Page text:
Just as there are individual records that figure to last for decades (e.g. Wayne Gretzky's 92 goals in a season), there are team standards also likely to stand the test of time. Some are locked in (Philadelphia's record of 24 ties in 1969-70 is one, given that games now end in shootouts); others are achievements that will be nearly impossible to top no matter what the circumstances.

Here are a few marks that don't figure to be broken any time soon.

Luongo ready to return if Canucks can't trade him

Wednesday, 09.12.2012 / 5:57 PM / NHL Insider

Kevin Woodley - NHL.com Correspondent

VANCOUVER, B.C. -- Roberto Luongo was back in Vancouver on Wednesday for a good time -- and a good cause -- but as the old Trooper song goes, no one expects him to be around for a long time.

Luongo admitted he never expected to be back in Vancouver representing the Canucks either, not after last season ended with him on the bench watching Cory Schneider start the final three games of a first-round Stanley Cup Playoff loss to the eventual champion Los Angeles Kings.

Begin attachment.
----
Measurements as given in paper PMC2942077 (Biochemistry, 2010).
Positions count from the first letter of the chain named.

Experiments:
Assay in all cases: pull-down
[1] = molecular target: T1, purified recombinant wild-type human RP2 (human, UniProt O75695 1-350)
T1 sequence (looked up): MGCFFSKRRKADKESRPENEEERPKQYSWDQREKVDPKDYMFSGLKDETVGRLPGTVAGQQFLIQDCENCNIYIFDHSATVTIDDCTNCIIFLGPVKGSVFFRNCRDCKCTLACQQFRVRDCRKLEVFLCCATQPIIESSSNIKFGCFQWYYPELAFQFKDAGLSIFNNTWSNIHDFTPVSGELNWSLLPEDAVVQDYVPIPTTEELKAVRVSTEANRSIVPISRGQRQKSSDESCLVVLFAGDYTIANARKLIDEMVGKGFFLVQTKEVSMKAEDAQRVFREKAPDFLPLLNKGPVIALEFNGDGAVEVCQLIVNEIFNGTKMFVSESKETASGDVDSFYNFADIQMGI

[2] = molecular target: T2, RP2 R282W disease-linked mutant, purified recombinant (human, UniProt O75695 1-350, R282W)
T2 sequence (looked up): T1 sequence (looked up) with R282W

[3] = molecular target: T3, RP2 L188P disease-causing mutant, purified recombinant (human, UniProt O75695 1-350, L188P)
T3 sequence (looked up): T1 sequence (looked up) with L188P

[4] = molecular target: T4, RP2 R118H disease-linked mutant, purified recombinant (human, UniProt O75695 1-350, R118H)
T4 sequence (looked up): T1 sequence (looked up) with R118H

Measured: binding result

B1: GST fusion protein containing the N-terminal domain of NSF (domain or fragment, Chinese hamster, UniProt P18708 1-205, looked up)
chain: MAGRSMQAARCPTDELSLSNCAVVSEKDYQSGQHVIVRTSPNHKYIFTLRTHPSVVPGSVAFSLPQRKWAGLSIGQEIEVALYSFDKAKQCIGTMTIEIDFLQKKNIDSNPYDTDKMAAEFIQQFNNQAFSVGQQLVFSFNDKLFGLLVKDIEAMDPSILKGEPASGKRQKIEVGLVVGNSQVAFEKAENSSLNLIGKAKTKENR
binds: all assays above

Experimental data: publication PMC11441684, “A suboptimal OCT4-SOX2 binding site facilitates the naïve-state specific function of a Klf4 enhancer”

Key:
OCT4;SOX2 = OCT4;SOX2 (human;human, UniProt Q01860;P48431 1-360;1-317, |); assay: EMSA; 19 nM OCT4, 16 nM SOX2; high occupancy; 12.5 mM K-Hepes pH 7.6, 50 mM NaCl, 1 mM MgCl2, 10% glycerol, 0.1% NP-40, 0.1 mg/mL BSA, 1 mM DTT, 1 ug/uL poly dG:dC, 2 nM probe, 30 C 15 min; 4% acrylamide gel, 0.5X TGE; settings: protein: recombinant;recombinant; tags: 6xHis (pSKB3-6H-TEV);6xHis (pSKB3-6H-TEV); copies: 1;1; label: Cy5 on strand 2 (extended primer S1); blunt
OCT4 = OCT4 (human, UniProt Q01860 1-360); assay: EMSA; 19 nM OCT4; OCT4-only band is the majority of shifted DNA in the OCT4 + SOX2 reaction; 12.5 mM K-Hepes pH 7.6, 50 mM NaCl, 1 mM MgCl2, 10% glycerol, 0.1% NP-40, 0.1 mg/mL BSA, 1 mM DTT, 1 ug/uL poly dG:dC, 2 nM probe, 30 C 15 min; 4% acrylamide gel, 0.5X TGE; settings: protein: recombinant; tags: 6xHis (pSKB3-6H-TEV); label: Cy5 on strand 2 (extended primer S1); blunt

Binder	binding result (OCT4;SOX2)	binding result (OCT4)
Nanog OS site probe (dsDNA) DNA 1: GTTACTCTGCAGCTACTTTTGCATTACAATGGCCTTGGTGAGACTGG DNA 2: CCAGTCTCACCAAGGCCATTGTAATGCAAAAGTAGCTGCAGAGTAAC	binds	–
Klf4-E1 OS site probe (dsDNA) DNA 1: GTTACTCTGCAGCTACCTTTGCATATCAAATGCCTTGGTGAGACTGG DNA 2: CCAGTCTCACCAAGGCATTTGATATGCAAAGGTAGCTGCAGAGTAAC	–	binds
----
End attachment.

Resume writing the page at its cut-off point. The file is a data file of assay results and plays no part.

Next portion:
Luongo said a few days later he'd waive his no-trade clause, and after Schneider signed a three-year, $12 million contract extension in late June, the former No. 1 suggested in a radio interview it was "time to move on." But with training camp just around the corner, Luongo now sounds open to at least starting the season with the Canucks.

"Two months ago, after what had just happened and [Schneider] had just signed, I didn't really see myself being here," Luongo said before teeing off at the team's annual charity golf tournament -- his first comments locally since the end-of-season address. "But I realized once we got into August that was a possibility and I was OK with that."